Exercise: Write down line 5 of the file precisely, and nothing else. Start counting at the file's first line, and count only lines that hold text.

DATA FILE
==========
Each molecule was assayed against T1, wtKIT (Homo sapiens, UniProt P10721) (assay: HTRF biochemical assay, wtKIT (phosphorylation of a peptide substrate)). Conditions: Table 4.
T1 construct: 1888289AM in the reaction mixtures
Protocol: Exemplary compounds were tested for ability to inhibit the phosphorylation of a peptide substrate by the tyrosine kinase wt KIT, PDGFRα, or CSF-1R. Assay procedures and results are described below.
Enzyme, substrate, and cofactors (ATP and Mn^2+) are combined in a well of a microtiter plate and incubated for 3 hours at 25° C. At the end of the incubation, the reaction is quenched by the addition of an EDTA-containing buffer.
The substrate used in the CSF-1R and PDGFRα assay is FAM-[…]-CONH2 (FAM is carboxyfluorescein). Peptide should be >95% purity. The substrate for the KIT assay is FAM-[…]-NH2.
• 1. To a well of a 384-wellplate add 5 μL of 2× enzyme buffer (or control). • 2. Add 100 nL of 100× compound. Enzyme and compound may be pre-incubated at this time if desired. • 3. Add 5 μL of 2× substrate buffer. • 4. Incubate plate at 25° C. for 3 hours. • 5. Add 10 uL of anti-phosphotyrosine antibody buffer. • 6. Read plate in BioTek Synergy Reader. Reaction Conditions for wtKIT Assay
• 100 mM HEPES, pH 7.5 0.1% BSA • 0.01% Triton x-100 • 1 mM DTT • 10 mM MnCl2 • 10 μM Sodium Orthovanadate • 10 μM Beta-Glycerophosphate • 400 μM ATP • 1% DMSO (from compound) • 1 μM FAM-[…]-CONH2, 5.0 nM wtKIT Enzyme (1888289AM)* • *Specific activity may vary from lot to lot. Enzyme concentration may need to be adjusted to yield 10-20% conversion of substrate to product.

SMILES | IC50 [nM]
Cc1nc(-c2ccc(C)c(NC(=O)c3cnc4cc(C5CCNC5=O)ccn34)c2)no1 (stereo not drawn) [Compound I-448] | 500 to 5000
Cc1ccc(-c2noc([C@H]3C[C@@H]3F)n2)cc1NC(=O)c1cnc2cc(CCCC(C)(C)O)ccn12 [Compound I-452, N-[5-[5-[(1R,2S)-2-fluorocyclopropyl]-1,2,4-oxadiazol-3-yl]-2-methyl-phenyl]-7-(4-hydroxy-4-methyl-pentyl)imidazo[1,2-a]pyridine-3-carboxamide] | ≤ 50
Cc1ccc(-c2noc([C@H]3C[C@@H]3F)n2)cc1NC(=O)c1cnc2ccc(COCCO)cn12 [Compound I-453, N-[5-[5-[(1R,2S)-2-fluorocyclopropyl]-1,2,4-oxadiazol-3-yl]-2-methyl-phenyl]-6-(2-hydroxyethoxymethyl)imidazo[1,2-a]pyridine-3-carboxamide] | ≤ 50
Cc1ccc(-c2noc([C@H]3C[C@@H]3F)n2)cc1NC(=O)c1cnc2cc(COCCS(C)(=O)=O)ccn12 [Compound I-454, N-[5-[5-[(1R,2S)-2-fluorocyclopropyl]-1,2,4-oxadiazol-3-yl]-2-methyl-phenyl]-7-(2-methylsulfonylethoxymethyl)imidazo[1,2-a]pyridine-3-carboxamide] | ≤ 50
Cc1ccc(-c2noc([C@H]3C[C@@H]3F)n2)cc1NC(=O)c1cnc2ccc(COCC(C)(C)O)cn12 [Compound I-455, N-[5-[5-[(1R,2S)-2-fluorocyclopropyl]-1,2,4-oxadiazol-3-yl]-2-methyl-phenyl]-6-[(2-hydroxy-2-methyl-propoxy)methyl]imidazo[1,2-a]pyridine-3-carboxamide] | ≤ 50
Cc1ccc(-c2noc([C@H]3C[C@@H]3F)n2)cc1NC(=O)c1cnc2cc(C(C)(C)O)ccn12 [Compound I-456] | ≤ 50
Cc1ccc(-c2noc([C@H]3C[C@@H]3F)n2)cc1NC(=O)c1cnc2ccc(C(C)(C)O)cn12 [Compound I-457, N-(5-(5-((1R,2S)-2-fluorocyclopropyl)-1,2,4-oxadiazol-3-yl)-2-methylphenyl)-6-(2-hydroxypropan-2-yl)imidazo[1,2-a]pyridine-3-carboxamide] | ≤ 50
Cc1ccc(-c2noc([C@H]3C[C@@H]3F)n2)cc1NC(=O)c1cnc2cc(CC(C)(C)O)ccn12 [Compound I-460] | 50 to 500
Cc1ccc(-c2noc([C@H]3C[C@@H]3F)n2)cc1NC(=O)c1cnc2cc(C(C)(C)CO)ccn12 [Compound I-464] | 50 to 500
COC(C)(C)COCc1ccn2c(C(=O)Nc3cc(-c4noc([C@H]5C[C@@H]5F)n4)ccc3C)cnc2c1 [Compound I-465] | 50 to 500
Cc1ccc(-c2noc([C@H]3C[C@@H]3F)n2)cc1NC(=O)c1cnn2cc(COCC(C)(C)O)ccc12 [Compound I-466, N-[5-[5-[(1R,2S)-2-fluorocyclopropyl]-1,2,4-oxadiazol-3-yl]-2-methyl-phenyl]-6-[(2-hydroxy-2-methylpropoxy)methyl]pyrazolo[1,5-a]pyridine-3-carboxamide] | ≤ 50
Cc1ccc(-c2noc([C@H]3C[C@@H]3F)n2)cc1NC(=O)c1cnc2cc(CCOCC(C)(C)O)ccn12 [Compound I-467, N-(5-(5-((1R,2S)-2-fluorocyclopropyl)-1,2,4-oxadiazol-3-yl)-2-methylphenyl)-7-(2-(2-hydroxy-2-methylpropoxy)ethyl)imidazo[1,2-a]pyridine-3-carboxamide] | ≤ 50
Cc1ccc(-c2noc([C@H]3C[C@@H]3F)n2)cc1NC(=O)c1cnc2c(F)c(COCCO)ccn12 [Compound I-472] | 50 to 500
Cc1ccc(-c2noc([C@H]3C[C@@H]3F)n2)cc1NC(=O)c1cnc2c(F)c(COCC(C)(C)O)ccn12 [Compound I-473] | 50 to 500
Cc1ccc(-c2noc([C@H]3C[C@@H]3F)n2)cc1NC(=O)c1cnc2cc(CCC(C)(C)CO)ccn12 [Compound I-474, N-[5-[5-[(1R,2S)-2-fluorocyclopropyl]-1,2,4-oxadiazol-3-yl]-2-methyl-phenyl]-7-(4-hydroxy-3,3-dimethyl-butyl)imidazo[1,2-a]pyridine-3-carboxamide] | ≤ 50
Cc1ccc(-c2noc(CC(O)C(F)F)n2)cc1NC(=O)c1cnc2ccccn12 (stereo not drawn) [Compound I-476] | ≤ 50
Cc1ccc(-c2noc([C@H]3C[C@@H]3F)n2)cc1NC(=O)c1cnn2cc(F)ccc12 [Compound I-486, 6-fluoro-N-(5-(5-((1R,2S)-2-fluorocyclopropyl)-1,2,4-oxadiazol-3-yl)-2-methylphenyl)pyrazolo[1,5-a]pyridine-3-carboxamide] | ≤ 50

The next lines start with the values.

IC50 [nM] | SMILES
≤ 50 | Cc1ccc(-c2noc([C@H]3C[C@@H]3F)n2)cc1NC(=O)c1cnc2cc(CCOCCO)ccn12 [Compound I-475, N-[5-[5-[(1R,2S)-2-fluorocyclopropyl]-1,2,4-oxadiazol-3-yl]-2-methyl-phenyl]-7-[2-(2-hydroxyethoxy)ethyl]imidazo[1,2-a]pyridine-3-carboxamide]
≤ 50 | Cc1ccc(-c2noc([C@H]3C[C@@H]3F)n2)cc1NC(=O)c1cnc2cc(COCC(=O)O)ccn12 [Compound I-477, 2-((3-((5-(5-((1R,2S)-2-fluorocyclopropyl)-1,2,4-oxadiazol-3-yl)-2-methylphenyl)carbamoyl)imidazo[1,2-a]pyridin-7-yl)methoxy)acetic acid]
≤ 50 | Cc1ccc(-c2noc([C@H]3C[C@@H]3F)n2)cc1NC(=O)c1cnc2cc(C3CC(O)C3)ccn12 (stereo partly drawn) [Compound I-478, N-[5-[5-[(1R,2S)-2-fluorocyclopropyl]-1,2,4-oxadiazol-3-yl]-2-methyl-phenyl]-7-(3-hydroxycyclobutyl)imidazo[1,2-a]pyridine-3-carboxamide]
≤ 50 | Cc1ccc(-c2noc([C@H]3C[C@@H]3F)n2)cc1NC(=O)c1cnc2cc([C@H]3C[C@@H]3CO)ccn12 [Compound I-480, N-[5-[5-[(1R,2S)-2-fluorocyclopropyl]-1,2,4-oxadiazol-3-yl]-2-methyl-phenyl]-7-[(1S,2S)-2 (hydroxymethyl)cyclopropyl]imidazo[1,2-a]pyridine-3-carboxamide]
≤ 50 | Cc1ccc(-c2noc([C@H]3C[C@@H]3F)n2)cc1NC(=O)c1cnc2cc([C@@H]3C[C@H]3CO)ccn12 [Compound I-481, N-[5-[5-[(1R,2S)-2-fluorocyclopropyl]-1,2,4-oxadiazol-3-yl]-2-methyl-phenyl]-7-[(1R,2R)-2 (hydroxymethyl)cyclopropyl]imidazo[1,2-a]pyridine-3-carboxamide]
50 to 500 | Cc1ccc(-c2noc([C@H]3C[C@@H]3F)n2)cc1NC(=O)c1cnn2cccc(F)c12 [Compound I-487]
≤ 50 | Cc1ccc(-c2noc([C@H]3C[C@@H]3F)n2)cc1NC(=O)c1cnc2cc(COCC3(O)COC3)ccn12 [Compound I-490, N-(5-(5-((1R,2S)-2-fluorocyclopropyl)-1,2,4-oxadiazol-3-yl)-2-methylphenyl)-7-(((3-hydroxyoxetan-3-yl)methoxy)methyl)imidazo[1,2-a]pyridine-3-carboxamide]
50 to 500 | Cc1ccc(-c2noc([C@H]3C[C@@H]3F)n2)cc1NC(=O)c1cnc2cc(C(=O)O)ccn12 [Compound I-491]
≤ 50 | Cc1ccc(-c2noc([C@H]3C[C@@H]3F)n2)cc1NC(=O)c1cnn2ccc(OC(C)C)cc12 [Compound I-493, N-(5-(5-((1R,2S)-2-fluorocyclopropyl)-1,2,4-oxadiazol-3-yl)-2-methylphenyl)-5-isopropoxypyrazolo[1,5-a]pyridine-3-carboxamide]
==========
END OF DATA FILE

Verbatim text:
The substrate used in the CSF-1R and PDGFRα assay is FAM-[…]-CONH2 (FAM is carboxyfluorescein). Peptide should be >95% purity. The substrate for the KIT assay is FAM-[…]-NH2.